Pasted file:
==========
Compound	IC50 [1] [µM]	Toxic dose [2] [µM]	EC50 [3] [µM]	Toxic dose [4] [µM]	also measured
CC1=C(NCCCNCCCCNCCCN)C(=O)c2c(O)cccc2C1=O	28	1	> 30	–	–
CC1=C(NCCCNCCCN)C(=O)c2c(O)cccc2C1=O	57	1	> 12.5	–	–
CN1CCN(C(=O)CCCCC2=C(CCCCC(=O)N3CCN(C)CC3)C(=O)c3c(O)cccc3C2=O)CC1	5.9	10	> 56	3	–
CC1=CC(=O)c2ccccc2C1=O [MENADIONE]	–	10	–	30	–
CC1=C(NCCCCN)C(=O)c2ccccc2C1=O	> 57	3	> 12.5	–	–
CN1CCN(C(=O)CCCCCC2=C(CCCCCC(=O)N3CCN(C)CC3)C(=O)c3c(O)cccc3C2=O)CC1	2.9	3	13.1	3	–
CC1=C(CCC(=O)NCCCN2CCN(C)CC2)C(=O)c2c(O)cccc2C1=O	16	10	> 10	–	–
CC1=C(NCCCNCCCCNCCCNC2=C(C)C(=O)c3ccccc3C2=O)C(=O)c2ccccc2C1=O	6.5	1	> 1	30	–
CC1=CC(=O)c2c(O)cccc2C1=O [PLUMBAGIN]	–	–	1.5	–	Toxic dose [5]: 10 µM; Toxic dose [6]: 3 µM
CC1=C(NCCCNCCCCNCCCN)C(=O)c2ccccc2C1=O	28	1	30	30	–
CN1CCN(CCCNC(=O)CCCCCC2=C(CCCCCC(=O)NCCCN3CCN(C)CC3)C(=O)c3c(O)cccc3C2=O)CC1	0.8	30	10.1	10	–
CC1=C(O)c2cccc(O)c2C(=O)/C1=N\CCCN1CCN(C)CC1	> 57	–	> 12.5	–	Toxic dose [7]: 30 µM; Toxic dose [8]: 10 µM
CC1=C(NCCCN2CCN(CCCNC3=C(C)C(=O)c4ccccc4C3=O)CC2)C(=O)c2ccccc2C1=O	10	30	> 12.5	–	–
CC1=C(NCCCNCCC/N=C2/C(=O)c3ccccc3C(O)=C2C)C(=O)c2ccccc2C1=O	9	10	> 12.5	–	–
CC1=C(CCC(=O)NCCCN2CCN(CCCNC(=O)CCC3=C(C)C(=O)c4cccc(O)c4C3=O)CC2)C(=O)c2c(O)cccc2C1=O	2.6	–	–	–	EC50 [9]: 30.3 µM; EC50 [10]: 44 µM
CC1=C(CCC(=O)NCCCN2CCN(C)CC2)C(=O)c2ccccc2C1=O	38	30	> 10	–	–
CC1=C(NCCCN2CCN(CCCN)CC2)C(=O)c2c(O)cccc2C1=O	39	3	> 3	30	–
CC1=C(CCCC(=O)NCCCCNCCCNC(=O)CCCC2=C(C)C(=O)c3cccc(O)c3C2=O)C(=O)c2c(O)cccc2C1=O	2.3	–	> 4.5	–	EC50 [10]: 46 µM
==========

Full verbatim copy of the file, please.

Compound	IC50 [1] [µM]	Toxic dose [2] [µM]	EC50 [3] [µM]	Toxic dose [4] [µM]	also measured
CC1=C(NCCCNCCCCNCCCN)C(=O)c2c(O)cccc2C1=O	28	1	> 30	–	–
CC1=C(NCCCNCCCN)C(=O)c2c(O)cccc2C1=O	57	1	> 12.5	–	–
CN1CCN(C(=O)CCCCC2=C(CCCCC(=O)N3CCN(C)CC3)C(=O)c3c(O)cccc3C2=O)CC1	5.9	10	> 56	3	–
CC1=CC(=O)c2ccccc2C1=O [MENADIONE]	–	10	–	30	–
CC1=C(NCCCCN)C(=O)c2ccccc2C1=O	> 57	3	> 12.5	–	–
CN1CCN(C(=O)CCCCCC2=C(CCCCCC(=O)N3CCN(C)CC3)C(=O)c3c(O)cccc3C2=O)CC1	2.9	3	13.1	3	–
CC1=C(CCC(=O)NCCCN2CCN(C)CC2)C(=O)c2c(O)cccc2C1=O	16	10	> 10	–	–
CC1=C(NCCCNCCCCNCCCNC2=C(C)C(=O)c3ccccc3C2=O)C(=O)c2ccccc2C1=O	6.5	1	> 1	30	–
CC1=CC(=O)c2c(O)cccc2C1=O [PLUMBAGIN]	–	–	1.5	–	Toxic dose [5]: 10 µM; Toxic dose [6]: 3 µM
CC1=C(NCCCNCCCCNCCCN)C(=O)c2ccccc2C1=O	28	1	30	30	–
CN1CCN(CCCNC(=O)CCCCCC2=C(CCCCCC(=O)NCCCN3CCN(C)CC3)C(=O)c3c(O)cccc3C2=O)CC1	0.8	30	10.1	10	–
CC1=C(O)c2cccc(O)c2C(=O)/C1=N\CCCN1CCN(C)CC1	> 57	–	> 12.5	–	Toxic dose [7]: 30 µM; Toxic dose [8]: 10 µM
CC1=C(NCCCN2CCN(CCCNC3=C(C)C(=O)c4ccccc4C3=O)CC2)C(=O)c2ccccc2C1=O	10	30	> 12.5	–	–
CC1=C(NCCCNCCC/N=C2/C(=O)c3ccccc3C(O)=C2C)C(=O)c2ccccc2C1=O	9	10	> 12.5	–	–
CC1=C(CCC(=O)NCCCN2CCN(CCCNC(=O)CCC3=C(C)C(=O)c4cccc(O)c4C3=O)CC2)C(=O)c2c(O)cccc2C1=O	2.6	–	–	–	EC50 [9]: 30.3 µM; EC50 [10]: 44 µM
CC1=C(CCC(=O)NCCCN2CCN(C)CC2)C(=O)c2ccccc2C1=O	38	30	> 10	–	–
CC1=C(NCCCN2CCN(CCCN)CC2)C(=O)c2c(O)cccc2C1=O	39	3	> 3	30	–
CC1=C(CCCC(=O)NCCCCNCCCNC(=O)CCCC2=C(C)C(=O)c3cccc(O)c3C2=O)C(=O)c2c(O)cccc2C1=O	2.3	–	> 4.5	–	EC50 [10]: 46 µM